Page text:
First responders conduct emergency drill at Big Four Ice Caves

First responders conduct emergency drill at Big Four Ice Caves

First responders with the Snohomish County Sheriff’s Office and the U.S. Forest Service are conducting an incident response exercise Saturday at the Big Four Ice Caves.

The exercise is being coordinated and rehearsed in case a multi-agency response to injuries and/or fatalities is ever needed at the caves.

Participants include personnel from the USFS, Snohomish County Sheriff’s Office, five fire agencies from Snohomish County, Snohomish County Fire Technical Rescue Team, Airlift Northwest and Sno911.

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Officials said several aircraft, which include SnoHAWK10, SnoHAWK1, and Airlift Northwest's Airlift 6, are being used in the exercise.

It is expected to end at 6 p.m.

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Back in July 2015, two people were killed as a result of falling ice. A Lynnwood man died from his injuries, and his 34-year-old sister, visiting from California, was crushed. Three others were injured.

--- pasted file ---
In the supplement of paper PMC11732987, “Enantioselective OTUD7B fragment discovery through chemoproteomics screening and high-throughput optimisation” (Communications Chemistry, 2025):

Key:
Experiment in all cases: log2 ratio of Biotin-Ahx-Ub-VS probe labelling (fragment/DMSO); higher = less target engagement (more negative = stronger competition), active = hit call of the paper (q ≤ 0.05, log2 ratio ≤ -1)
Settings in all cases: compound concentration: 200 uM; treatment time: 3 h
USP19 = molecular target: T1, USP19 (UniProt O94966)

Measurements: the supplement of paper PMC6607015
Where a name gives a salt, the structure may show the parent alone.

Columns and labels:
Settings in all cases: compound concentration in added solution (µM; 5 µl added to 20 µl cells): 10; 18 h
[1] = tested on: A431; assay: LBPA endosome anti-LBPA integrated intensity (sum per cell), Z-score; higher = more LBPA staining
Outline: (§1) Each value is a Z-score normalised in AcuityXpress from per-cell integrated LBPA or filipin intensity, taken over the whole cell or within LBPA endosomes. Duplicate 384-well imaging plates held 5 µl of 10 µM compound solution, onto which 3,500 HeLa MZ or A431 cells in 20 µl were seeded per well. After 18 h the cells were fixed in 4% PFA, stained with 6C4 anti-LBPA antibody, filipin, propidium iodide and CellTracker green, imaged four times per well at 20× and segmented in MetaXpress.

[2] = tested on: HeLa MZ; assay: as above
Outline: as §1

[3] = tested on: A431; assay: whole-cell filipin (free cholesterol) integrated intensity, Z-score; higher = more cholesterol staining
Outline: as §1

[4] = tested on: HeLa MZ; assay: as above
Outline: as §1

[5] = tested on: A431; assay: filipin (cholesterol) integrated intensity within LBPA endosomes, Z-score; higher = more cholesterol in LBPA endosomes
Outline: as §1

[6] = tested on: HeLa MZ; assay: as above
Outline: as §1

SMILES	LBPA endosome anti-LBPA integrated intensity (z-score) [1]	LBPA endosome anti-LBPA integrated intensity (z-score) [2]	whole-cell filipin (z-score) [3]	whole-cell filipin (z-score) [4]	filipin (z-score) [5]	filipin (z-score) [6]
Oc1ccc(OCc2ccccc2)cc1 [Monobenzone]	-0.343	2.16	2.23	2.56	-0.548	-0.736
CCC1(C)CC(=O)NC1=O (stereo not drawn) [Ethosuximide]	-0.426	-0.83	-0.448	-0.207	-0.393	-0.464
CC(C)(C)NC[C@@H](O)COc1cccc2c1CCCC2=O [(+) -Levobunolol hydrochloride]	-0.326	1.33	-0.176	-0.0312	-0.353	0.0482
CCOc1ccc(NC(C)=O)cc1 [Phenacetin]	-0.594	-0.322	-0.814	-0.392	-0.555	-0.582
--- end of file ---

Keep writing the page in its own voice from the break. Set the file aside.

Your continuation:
Hot summer temperatures had weakened the caves, causing the collapse.

It was nearly a year after the collapse before the caves reopened.

Though warning signs are posted, people continue to venture inside and close to the caves.

In October of 2018, the Forest Service and Snohomish County officially relaunched access to 911 services at the Verlot Ranger Station by installing a new emergency phone.

Frontier Communications briefly removed the pay phone at the station in the Mt. Baker Snoqualmie Forest. It was then reinstalled until an alternative means of emergency communications could be found.

There is little to no cell service along the Mountain Loop Highway until Granite Falls, which raised concerns about emergencies at the Big Four Ice Caves. To get cell service after an emergency at the ice caves, one would have to make about a 40-minute drive.

The pay phone at the Ranger Station is the closest place, about 15 miles from the caves, to call 911.